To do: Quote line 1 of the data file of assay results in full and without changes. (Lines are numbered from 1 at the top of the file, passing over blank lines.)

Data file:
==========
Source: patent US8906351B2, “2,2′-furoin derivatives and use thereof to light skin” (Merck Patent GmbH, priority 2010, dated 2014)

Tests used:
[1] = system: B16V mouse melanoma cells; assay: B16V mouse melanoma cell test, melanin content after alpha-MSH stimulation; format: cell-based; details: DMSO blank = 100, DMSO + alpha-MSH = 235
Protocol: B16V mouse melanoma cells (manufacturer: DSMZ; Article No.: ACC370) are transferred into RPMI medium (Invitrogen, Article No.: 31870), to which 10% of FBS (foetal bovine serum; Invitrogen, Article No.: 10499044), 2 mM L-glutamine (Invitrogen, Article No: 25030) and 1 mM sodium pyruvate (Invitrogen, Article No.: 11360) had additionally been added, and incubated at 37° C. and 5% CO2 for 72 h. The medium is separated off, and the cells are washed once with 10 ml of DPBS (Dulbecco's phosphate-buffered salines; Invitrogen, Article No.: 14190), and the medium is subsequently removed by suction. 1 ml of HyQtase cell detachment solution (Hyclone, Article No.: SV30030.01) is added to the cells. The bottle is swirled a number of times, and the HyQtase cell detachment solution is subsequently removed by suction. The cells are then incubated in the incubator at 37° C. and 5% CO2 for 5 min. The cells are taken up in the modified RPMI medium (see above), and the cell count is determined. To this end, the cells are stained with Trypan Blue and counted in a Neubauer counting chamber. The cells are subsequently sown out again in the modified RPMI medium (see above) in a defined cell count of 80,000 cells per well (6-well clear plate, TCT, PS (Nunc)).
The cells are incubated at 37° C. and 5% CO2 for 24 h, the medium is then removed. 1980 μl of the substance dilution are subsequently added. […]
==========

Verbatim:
Source: patent US8906351B2, “2,2′-furoin derivatives and use thereof to light skin” (Merck Patent GmbH, priority 2010, dated 2014)